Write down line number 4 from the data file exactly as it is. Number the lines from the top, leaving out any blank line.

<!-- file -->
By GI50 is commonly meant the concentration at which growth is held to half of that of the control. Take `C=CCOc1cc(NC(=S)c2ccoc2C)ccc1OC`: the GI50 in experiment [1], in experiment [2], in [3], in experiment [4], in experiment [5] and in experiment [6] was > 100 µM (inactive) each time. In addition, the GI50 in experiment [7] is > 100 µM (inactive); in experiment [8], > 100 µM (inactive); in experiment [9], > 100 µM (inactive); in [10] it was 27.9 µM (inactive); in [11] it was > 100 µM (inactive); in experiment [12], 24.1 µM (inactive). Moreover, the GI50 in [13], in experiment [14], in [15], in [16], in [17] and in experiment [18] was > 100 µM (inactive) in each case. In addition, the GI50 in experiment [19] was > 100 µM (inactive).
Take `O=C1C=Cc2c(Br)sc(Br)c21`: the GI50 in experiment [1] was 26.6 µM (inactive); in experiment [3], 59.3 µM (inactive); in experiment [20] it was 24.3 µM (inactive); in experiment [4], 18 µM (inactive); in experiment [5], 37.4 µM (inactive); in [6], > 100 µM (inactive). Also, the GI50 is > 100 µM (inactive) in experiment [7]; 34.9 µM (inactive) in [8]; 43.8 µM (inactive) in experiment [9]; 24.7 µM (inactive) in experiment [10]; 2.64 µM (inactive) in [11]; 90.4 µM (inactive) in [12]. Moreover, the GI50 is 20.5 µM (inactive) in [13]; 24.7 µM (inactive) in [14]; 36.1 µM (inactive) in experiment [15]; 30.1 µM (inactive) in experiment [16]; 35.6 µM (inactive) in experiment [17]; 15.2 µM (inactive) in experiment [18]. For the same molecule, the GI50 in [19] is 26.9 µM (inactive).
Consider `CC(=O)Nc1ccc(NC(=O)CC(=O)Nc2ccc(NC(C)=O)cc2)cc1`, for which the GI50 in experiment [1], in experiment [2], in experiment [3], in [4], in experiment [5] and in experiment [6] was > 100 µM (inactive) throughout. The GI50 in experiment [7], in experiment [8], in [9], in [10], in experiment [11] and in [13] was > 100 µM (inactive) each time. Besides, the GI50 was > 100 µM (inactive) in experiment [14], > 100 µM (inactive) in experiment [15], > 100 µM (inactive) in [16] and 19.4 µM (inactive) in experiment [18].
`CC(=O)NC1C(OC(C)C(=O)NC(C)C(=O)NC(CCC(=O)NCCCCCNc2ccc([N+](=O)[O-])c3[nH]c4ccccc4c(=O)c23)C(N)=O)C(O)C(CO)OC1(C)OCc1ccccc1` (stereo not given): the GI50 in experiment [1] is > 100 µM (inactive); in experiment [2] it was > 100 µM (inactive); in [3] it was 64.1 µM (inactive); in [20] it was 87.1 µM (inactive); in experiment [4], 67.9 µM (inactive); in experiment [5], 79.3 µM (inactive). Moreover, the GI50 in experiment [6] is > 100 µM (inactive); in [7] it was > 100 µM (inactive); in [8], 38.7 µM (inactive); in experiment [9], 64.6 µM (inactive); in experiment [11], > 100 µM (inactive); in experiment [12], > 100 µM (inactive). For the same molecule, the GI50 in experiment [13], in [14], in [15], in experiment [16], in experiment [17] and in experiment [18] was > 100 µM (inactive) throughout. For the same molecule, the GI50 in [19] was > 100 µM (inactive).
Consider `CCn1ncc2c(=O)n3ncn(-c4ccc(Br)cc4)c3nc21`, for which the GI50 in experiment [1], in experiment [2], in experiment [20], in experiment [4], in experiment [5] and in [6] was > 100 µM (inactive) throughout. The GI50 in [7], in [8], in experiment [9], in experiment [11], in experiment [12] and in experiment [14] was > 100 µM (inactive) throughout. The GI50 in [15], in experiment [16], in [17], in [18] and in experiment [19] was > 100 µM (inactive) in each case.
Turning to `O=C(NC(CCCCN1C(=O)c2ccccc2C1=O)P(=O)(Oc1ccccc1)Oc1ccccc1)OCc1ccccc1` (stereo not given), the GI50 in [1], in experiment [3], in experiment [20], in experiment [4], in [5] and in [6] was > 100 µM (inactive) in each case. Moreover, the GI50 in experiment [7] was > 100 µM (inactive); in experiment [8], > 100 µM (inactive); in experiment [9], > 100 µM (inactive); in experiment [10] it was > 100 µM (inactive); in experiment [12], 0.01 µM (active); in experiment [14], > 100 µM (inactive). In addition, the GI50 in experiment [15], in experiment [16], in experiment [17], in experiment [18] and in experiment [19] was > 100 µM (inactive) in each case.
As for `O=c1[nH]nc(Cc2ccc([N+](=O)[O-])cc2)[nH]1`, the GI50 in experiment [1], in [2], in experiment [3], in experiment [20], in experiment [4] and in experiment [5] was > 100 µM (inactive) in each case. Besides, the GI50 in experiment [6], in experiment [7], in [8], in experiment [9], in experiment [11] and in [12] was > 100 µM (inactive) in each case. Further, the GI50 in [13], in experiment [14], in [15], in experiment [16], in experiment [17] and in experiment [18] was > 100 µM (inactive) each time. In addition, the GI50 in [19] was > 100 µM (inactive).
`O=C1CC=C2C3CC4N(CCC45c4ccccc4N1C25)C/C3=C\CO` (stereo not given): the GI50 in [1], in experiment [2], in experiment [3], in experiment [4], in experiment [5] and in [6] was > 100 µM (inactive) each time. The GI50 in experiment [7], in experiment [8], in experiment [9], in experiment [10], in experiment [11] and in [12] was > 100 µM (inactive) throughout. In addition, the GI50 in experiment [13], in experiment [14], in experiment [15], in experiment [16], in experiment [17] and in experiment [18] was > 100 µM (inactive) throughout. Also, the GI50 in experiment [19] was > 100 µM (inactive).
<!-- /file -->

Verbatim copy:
`CC(=O)NC1C(OC(C)C(=O)NC(C)C(=O)NC(CCC(=O)NCCCCCNc2ccc([N+](=O)[O-])c3[nH]c4ccccc4c(=O)c23)C(N)=O)C(O)C(CO)OC1(C)OCc1ccccc1` (stereo not given): the GI50 in experiment [1] is > 100 µM (inactive); in experiment [2] it was > 100 µM (inactive); in [3] it was 64.1 µM (inactive); in [20] it was 87.1 µM (inactive); in experiment [4], 67.9 µM (inactive); in experiment [5], 79.3 µM (inactive). Moreover, the GI50 in experiment [6] is > 100 µM (inactive); in [7] it was > 100 µM (inactive); in [8], 38.7 µM (inactive); in experiment [9], 64.6 µM (inactive); in experiment [11], > 100 µM (inactive); in experiment [12], > 100 µM (inactive). For the same molecule, the GI50 in experiment [13], in [14], in [15], in experiment [16], in experiment [17] and in experiment [18] was > 100 µM (inactive) throughout. For the same molecule, the GI50 in [19] was > 100 µM (inactive).